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Palace: No other choice for MNLF but surrender

President Benigno S. Aquino III inspects the facilities of the Zamboanga City Airport on Thursday (September 19, 2013). The airport resumed operation Thursday after it was shut down at the start of the standoff between the Moro National Liberation Front (MNLF) and government forces last week.(MNS photo)

President Benigno S. Aquino III inspects the facilities of the Zamboanga City Airport on Thursday (September 19, 2013). The airport resumed operation Thursday after it was shut down at the start of the standoff between the Moro National Liberation Front (MNLF) and government forces last week.(MNS photo)

MANILA  (Mabuhay) — A Malacañang spokesperson on Friday reiterated that Moro National Liberation Front fighters loyal to Nur Misuari have no other choice but to surrender to government forces in Zamboanga.

“Katulad ng sinabi ng Pangulong Aquino, ang natitirang paraan para sa grupo ni Misuari sa Zamboanga ay sumuko, sapagkat patuloy ang clearing operations doon upang masigurong wala ng matitirang banta sa mga residente doon mula sa Misuari faction,” Deputy presidential spokesperson Abigail Valte said.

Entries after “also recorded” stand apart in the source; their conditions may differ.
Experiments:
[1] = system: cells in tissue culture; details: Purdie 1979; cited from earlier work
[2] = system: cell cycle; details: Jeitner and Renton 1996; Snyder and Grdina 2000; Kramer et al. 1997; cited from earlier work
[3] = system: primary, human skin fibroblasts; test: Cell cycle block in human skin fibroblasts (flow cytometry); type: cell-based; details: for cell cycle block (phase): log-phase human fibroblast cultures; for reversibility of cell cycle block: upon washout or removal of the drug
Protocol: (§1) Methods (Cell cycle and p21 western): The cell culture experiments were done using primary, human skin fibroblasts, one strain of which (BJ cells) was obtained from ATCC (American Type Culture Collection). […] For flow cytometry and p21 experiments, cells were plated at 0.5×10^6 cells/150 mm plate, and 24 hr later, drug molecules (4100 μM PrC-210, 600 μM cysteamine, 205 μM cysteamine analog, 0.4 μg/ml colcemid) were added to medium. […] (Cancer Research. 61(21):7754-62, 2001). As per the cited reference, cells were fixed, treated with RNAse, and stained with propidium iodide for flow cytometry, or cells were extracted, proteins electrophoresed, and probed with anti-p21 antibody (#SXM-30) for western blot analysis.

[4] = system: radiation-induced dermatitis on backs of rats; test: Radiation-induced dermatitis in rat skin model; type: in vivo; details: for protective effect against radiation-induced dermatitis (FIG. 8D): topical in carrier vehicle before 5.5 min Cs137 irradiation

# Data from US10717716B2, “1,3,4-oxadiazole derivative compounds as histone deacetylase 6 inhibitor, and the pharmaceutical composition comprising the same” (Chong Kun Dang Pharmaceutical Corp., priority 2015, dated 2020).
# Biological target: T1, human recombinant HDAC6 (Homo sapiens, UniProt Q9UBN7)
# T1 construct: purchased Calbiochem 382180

President Aquino on Thursday said fighting between Philippine forces and MNLF rebels in Zamboanga City has been confined to just two areas and should be over soon.

More than 100 people have been killed and about 112,000 displaced in 11 days of fighting with the rebels from a breakaway faction of the Moro National Liberation Front (MNLF).

Aqunio, who has been in Zamboanga overseeing the offensive and relief efforts for the displaced since last Friday, said only 20 civilian hostages were still in the hands of the rebels and fighting had been contained in two areas

“I don’t expect this to take too long,” Aquino told a news conference in his first public appearance since Saturday.

The army said only 70 rebels were holding out after about 100 had either surrendered or been captured, and 86 had been killed.

The violence has had no impact on Manila’s financial markets but it could make potential investors think twice before venturing into the poor but resource-rich south, which has untapped deposits of oil, gas and minerals.

Zamboanga was coming back to life on Thursday with some banks and shops opening. Two flights, one with only 18 passengers, from Manila landed at the city’s airport.

Aquino said he would stay in the city until the crisis was over, and promised a 3.89 billion pesos ($90 million) reconstruction fund. Hundreds of houses and buildings were destroyed in the fighting.

The government was determined to bring peace to the south and would talk with all MNLF factions, including the group blamed for the Zamboanga violence, Aquino said.

“We will sit down with those who want peace, but, we will not allow those who want to sow violence,” he said. (MNS)

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